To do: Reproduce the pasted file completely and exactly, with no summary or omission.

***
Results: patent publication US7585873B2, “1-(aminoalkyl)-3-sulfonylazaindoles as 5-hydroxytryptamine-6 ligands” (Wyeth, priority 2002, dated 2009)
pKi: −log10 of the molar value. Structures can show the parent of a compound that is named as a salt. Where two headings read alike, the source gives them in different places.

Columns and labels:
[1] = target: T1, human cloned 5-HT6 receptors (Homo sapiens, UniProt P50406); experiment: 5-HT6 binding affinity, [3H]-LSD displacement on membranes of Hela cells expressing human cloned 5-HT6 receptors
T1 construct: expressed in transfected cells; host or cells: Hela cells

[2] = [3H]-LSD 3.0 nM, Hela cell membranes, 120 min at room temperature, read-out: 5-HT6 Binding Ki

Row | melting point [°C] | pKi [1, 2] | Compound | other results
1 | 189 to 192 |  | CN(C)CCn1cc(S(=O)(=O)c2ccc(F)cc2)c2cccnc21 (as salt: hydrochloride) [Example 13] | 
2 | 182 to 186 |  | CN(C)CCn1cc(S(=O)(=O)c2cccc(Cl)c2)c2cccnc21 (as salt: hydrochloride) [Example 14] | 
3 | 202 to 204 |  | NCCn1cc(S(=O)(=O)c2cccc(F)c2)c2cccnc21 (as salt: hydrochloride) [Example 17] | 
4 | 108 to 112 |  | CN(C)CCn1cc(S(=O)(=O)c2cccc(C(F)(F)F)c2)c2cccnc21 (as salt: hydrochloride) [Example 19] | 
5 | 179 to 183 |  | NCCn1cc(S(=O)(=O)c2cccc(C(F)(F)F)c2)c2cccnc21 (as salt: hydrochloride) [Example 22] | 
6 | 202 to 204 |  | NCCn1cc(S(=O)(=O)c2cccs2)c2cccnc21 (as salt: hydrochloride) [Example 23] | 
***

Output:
Results: patent publication US7585873B2, “1-(aminoalkyl)-3-sulfonylazaindoles as 5-hydroxytryptamine-6 ligands” (Wyeth, priority 2002, dated 2009)
pKi: −log10 of the molar value. Structures can show the parent of a compound that is named as a salt. Where two headings read alike, the source gives them in different places.

Columns and labels:
[1] = target: T1, human cloned 5-HT6 receptors (Homo sapiens, UniProt P50406); experiment: 5-HT6 binding affinity, [3H]-LSD displacement on membranes of Hela cells expressing human cloned 5-HT6 receptors
T1 construct: expressed in transfected cells; host or cells: Hela cells

[2] = [3H]-LSD 3.0 nM, Hela cell membranes, 120 min at room temperature, read-out: 5-HT6 Binding Ki

Row | melting point [°C] | pKi [1, 2] | Compound | other results
1 | 189 to 192 |  | CN(C)CCn1cc(S(=O)(=O)c2ccc(F)cc2)c2cccnc21 (as salt: hydrochloride) [Example 13] | 
2 | 182 to 186 |  | CN(C)CCn1cc(S(=O)(=O)c2cccc(Cl)c2)c2cccnc21 (as salt: hydrochloride) [Example 14] | 
3 | 202 to 204 |  | NCCn1cc(S(=O)(=O)c2cccc(F)c2)c2cccnc21 (as salt: hydrochloride) [Example 17] | 
4 | 108 to 112 |  | CN(C)CCn1cc(S(=O)(=O)c2cccc(C(F)(F)F)c2)c2cccnc21 (as salt: hydrochloride) [Example 19] | 
5 | 179 to 183 |  | NCCn1cc(S(=O)(=O)c2cccc(C(F)(F)F)c2)c2cccnc21 (as salt: hydrochloride) [Example 22] | 
6 | 202 to 204 |  | NCCn1cc(S(=O)(=O)c2cccs2)c2cccnc21 (as salt: hydrochloride) [Example 23] | 